Writer: Delilah S. Dawson
Illustrator: Pius Bak (Chapter 1), Serg Acuna (Chapter 2), Richard Ortiz (Chapter 3), Hyeonjin Kim (Chapter 4), Rodrigo Lorenzo & Richard Ortiz (Chapter 5)
Colors: Joana Lafuente (Chapter 2), Doug Garbark (Chapter 3 & 5), Natalia Marques (Chapter 4)
Lettering: Jim Campbell
Cover By: Marco D’Alfonso
Based on Characters By: Joss Whedon
Publisher: Boom! Studios
Out this week from Boom! Studios is the hardcover graphic novel of The Sting, a Firefly tale.
Now, bit of a fair warning on this one, folks: I’m more than a little of a Whedon nut, and have been eagerly checking my Amazon “orders” tab for months (I think I pre-ordered in, like 1974 or so), scanning for The Sting’s delivery date. I will own having yelped like a middle-school girl at a flash sale at the mall when it finally reached my mailbox yesterday. You were warned.
If there’s one thing I’ve learned in a quarter century or so of following the vasty and wonderful darkness that is the Whedonverse, it’s that—despite the activities of nefarious rabbit-molesters at a certain three-letter television studio (yup, still angry)—you can’t stop the signal. As evidenced by the proliferation of successful comics, movies, board/card/RPG/video games, fan fiction and screen productions, let alone the never-ending cosplay, neither Firefly (nor Buffy, Angel or even Dollhouse and the Fray) will ever stop flying.
Thank Joss for that.
At present, Serenity is being piloted by the capable hands at Boom! Studios…and I personally couldn’t be happier.
In The Sting, we’ve got an interesting caper side-story featuring the ubiquitous Yo-Saff-Bridge and her cadre of not-terribly-happy-to-participate female compatriots. To what should be the shock of absolutely no one who’s ever read or watched the series, Saffron has once again infiltrated her way into the world of Serenity…and she aims to misbehave. This time, though, she’s not set her sights on Mal, or any of the other boys. Rather, she’s targeting a gigantic diamond, an exclusive convent, and the ladies of everyone’s favorite Firefly-class spacecraft. And if she can prevail upon a healthy dose of vengeance on the way? Well, she’s not one to complain.
The Sting follows an interesting format wherein each chapter is presented from the point-of-view of a different one of the five protagonists of the tale (ok, four protagonists and one very-antagonist). All of the thought boxes for that chapter refer to that character’s perspective, and each explores, via those thoughts(and, elsewise, via that character’s overt interactions with others), a point of crisis for that character—all of which provides us a well-structured and deeply-layered story which, for all that, is a comfortable read. It’s a highly effective device, especially for a cast as rich as Firefly. Kudos to Dawson on that achievement, and every bit as much for her ability to maintain the independent voices of said cast, as well.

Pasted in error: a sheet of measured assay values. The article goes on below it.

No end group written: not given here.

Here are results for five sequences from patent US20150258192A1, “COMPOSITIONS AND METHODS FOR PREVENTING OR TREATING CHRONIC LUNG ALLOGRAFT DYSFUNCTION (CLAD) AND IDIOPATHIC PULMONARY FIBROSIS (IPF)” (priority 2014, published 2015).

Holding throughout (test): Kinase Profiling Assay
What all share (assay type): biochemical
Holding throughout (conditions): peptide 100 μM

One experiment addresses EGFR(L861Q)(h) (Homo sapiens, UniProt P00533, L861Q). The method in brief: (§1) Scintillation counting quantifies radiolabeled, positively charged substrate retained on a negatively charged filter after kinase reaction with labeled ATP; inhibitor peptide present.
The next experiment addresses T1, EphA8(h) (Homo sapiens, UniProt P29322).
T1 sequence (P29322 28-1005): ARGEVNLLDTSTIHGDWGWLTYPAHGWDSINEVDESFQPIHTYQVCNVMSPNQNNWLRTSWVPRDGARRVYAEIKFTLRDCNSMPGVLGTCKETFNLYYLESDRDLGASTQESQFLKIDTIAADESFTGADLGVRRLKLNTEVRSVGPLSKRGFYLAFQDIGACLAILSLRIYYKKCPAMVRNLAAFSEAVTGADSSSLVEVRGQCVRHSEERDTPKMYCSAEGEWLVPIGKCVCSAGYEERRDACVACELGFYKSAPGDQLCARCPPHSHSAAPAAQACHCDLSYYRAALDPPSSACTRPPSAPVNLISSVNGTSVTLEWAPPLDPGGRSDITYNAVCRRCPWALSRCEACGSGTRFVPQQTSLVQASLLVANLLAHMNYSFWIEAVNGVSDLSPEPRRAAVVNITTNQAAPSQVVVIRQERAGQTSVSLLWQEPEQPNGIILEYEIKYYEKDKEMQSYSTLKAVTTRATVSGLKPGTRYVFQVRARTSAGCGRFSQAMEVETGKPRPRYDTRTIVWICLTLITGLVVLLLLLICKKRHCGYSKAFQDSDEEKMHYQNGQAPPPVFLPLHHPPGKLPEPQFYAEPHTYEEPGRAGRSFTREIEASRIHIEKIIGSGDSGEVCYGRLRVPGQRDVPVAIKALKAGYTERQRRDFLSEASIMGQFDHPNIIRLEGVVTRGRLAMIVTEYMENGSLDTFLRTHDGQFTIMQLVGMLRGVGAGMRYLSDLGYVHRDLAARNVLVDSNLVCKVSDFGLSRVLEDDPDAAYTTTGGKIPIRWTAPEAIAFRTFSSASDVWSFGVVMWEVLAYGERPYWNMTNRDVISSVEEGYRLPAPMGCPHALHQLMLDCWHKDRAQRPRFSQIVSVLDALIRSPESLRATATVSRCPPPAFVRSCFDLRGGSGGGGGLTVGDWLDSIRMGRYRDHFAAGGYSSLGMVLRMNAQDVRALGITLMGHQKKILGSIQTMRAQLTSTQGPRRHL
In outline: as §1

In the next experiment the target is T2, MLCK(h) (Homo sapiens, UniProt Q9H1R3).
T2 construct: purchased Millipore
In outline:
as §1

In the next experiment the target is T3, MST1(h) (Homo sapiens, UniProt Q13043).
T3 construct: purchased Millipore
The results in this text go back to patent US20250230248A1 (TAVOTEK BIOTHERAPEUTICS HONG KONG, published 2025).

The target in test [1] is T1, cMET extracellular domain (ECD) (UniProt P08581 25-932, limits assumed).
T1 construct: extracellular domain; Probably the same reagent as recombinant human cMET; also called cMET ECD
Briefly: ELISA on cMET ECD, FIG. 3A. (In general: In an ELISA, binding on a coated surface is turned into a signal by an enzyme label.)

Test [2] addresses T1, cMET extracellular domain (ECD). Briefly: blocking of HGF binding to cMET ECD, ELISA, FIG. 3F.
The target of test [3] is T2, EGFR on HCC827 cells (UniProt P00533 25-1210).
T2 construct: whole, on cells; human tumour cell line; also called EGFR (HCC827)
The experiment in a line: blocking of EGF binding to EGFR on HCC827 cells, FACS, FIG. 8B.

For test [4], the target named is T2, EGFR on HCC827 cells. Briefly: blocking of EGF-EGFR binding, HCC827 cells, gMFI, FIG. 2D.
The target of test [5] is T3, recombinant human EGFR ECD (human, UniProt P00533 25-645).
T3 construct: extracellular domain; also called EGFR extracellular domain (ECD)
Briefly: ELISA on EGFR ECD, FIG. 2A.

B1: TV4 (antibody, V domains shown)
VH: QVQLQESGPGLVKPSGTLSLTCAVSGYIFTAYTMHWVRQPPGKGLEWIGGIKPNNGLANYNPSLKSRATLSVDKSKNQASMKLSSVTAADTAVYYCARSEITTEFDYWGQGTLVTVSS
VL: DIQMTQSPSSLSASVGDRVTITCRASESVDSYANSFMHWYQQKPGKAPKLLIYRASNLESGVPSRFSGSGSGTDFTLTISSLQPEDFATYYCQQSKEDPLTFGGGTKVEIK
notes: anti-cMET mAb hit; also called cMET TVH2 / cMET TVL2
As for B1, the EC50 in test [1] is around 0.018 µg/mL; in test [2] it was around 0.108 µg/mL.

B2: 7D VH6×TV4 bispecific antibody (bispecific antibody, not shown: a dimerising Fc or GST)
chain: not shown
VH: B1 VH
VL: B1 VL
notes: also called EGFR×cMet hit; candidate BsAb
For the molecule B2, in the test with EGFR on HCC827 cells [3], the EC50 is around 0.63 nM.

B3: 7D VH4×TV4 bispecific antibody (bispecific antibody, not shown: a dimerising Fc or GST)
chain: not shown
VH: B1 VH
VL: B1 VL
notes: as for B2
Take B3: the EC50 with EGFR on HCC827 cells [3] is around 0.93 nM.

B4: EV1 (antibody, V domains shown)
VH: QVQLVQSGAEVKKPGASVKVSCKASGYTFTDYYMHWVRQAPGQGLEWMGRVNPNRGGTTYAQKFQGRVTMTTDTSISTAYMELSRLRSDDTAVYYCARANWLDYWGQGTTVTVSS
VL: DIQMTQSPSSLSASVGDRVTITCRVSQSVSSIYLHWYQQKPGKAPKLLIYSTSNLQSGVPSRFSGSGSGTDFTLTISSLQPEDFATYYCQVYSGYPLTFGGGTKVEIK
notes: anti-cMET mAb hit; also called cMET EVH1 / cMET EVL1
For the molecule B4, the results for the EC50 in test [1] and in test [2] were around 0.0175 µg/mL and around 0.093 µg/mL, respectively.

Aiding in that differentiation is the between-issue “prop pieces,” bits of journal entries and recordings which serve to…well, you’ll find out later. Suffice to say, they are specific to each character and their particular crisis. They also serve as a nice opportunity for Campbell to shine, as the handwriting is a reflection of the character who wrote it, and gives us a little more insight into that character. Again, a nice and very effective device.
Typically, I’m not a fan of changing artists one issue/chapter to the next of a dedicated storyline; I tend to find it disruptive to the flow of the experience as my eye adjusts to the new style and line. In The Sting, with Dawson’s changing perspective, it actually works for me: we’re seeing the world through the eyes of a different character each chapter, and so it flows that that world would appear slightly different. And to be clear, we’re not talking Picasso to da Vinci kinds of changes in style, either: there’s a shift, certainly, but not a jarring one. And the changing colorists ease right along with the shifting perspectives. The team done good.
That having been said, I’m always a little leery of reading a comic based a video medium, be that movie or television program. It’s hard enough to capture a character’s voice in literature (and Dawson does it quite well); so much more challenging to capture the cast’s essence and movement. You’re not just drawing a still-life, a posed portrait, you’re having to capture this widely-adored and recognized three-dimensional figure in movement, often in position different than anything that was presented on-screen. Look to some of the Marvel movie adaptations from the ‘80’s for how horribly wrong that can go.
Thankfully, like the work of Georges Jeanty and Will Conrad among a host of others, Bak, Acuna, Ortiz, Lorenzo and Kim don’t disappoint. Again, they each have their own slightly different take, but all more than capably portray our beloved subjects. Inara has her characteristic grace, Zoe her tough-as-nails gruffness, Kaylee is sweet as a summer strawberry, and River is…well, she’s still River.
And I’d be remiss if I didn’t mention how shiny the book itself is. Peppered with a select varnish overlay on front and back, D’Alfonso’s cover, featuring varying-colored panels of the ladies featured within, is—like said damsels—gorram purty. Looks reminiscent of a ‘60’s Ian Fleming novel cover, and is a more than welcome addition to my shelf.
Firefly: The Sting is available now, via Amazon (which is where I got mine, at a nice discount!), from your local comic vendor or on Comixology.
Review by Andy Patch, thePullbox.com